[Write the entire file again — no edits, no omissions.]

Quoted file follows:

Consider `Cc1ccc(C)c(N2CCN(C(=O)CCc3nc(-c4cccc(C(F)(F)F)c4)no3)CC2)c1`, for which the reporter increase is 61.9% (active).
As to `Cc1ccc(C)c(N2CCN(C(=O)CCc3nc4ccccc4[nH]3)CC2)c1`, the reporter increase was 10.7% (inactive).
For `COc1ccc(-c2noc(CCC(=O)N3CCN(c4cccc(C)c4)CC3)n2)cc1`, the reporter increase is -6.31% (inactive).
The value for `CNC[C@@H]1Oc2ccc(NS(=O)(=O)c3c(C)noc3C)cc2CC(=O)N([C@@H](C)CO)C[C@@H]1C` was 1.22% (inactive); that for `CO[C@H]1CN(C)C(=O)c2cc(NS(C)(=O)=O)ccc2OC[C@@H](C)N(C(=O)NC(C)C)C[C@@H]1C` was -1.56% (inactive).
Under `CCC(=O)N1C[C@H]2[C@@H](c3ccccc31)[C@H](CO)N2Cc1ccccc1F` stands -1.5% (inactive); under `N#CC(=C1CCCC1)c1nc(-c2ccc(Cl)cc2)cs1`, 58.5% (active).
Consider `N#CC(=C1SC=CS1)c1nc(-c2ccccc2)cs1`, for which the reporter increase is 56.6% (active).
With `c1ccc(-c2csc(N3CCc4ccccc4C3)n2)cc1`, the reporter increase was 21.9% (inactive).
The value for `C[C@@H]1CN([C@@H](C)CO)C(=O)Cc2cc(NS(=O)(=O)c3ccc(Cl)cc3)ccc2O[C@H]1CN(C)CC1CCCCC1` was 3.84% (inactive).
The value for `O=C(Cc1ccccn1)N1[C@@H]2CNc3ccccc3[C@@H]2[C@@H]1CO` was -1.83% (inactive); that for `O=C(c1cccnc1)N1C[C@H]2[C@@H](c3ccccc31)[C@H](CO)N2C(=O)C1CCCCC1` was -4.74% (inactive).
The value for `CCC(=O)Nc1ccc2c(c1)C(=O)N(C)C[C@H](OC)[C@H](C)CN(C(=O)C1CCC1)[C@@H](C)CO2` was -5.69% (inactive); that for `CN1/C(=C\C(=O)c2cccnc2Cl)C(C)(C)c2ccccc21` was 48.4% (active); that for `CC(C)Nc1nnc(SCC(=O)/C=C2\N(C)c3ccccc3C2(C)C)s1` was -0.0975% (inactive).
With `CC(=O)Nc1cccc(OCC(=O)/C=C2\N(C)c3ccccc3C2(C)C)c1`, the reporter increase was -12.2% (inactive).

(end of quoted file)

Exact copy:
Consider `Cc1ccc(C)c(N2CCN(C(=O)CCc3nc(-c4cccc(C(F)(F)F)c4)no3)CC2)c1`, for which the reporter increase is 61.9% (active).
As to `Cc1ccc(C)c(N2CCN(C(=O)CCc3nc4ccccc4[nH]3)CC2)c1`, the reporter increase was 10.7% (inactive).
For `COc1ccc(-c2noc(CCC(=O)N3CCN(c4cccc(C)c4)CC3)n2)cc1`, the reporter increase is -6.31% (inactive).
The value for `CNC[C@@H]1Oc2ccc(NS(=O)(=O)c3c(C)noc3C)cc2CC(=O)N([C@@H](C)CO)C[C@@H]1C` was 1.22% (inactive); that for `CO[C@H]1CN(C)C(=O)c2cc(NS(C)(=O)=O)ccc2OC[C@@H](C)N(C(=O)NC(C)C)C[C@@H]1C` was -1.56% (inactive).
Under `CCC(=O)N1C[C@H]2[C@@H](c3ccccc31)[C@H](CO)N2Cc1ccccc1F` stands -1.5% (inactive); under `N#CC(=C1CCCC1)c1nc(-c2ccc(Cl)cc2)cs1`, 58.5% (active).
Consider `N#CC(=C1SC=CS1)c1nc(-c2ccccc2)cs1`, for which the reporter increase is 56.6% (active).
With `c1ccc(-c2csc(N3CCc4ccccc4C3)n2)cc1`, the reporter increase was 21.9% (inactive).
The value for `C[C@@H]1CN([C@@H](C)CO)C(=O)Cc2cc(NS(=O)(=O)c3ccc(Cl)cc3)ccc2O[C@H]1CN(C)CC1CCCCC1` was 3.84% (inactive).
The value for `O=C(Cc1ccccn1)N1[C@@H]2CNc3ccccc3[C@@H]2[C@@H]1CO` was -1.83% (inactive); that for `O=C(c1cccnc1)N1C[C@H]2[C@@H](c3ccccc31)[C@H](CO)N2C(=O)C1CCCCC1` was -4.74% (inactive).
The value for `CCC(=O)Nc1ccc2c(c1)C(=O)N(C)C[C@H](OC)[C@H](C)CN(C(=O)C1CCC1)[C@@H](C)CO2` was -5.69% (inactive); that for `CN1/C(=C\C(=O)c2cccnc2Cl)C(C)(C)c2ccccc21` was 48.4% (active); that for `CC(C)Nc1nnc(SCC(=O)/C=C2\N(C)c3ccccc3C2(C)C)s1` was -0.0975% (inactive).
With `CC(=O)Nc1cccc(OCC(=O)/C=C2\N(C)c3ccccc3C2(C)C)c1`, the reporter increase was -12.2% (inactive).